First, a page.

“Nine”, based on the Broadway play of the same name, can be described as an enjoyable mess. There are some amazing things about the film, yet there are some things that bring its buzz down. The unstoppable Daniel Day-Lewis plays Guido Contini, a film director who under pressure to write and direct a film in 10 days. It isn’t only the pressure of the film playing on his mental health, but also the relationships with the women in his life. His trials and tribulations with himself and his women are expressed through both the script and musical numbers. However, the two narrative forms collide in this film making the combination quite messy. The film could have been constructed in a way so that these two could have worked together to flow smoothly, but the way which director, Rob Marshall separates the script and the songs makes the film jerky and uneven. The jerkiness of the film makes the storyline seem weak. It is as though Marshall is trying to put what proved to be the winning formula of the musical numbers on the stage that was present in “Chicago” into “Nine”, as well as having the storyline carried off the stage. Unfortunately this is formula is not for this film.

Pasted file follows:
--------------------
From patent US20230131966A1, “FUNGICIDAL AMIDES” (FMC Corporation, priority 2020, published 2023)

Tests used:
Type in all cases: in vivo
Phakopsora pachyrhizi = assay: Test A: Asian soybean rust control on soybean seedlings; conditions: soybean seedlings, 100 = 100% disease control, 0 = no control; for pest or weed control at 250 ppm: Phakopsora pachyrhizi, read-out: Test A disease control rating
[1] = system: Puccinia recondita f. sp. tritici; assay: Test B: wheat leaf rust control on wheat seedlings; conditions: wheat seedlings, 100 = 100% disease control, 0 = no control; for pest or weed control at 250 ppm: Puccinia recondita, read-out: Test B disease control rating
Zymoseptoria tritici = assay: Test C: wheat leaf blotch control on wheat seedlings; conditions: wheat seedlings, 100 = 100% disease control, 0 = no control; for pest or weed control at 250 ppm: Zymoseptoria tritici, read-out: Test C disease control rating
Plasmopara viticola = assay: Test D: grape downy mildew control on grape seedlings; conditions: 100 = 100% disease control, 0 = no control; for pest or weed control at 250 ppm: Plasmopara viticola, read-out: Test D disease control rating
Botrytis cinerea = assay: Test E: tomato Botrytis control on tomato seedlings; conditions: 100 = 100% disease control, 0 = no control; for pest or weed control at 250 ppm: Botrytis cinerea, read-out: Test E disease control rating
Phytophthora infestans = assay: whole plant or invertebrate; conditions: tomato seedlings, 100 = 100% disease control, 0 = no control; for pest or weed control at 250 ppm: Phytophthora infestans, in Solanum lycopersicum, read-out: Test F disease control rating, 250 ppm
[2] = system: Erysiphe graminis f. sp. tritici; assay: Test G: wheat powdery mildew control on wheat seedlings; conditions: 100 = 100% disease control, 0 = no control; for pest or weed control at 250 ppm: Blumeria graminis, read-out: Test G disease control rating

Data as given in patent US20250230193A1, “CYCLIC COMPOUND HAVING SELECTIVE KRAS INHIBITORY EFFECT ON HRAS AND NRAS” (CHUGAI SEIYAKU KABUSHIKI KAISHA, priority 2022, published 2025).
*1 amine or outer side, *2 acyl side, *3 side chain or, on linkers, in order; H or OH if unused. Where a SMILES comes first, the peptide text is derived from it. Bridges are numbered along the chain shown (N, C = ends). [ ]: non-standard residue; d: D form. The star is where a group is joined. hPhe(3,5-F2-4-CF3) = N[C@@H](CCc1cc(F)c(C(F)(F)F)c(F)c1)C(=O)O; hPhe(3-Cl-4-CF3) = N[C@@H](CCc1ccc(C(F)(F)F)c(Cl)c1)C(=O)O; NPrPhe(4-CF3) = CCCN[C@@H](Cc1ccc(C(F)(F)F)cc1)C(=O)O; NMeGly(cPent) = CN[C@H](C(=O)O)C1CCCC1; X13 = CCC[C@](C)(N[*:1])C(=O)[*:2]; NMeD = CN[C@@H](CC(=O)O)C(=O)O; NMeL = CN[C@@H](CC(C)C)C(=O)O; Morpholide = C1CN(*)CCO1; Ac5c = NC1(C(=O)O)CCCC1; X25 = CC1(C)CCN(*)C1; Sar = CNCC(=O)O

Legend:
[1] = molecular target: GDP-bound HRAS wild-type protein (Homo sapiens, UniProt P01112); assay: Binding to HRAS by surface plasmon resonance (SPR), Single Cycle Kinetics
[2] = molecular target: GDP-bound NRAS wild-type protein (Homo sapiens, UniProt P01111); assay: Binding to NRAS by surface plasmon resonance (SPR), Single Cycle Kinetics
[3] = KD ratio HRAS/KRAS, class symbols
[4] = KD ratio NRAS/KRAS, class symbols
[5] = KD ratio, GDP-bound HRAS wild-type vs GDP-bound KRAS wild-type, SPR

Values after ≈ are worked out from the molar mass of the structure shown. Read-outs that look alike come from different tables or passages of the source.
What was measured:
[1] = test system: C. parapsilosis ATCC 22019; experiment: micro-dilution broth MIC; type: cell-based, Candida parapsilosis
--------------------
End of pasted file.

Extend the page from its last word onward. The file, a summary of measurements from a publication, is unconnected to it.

In saying this, there are many good things about “Nine” that stop it from being a failure. Firstly, the scenery and visuals are stunning. The film is definitely a great tourist advertisement for Italy, even if we are no longer in the 1960’s when the film is set. The musical numbers are also outstanding and the songs are extremely catchy, especially “Take It All”, “Cinema Italiano” and “Be Italian”. The musical numbers, although disruptive to the storyline rather than enhancing it, are well choreographed and beautiful to watch.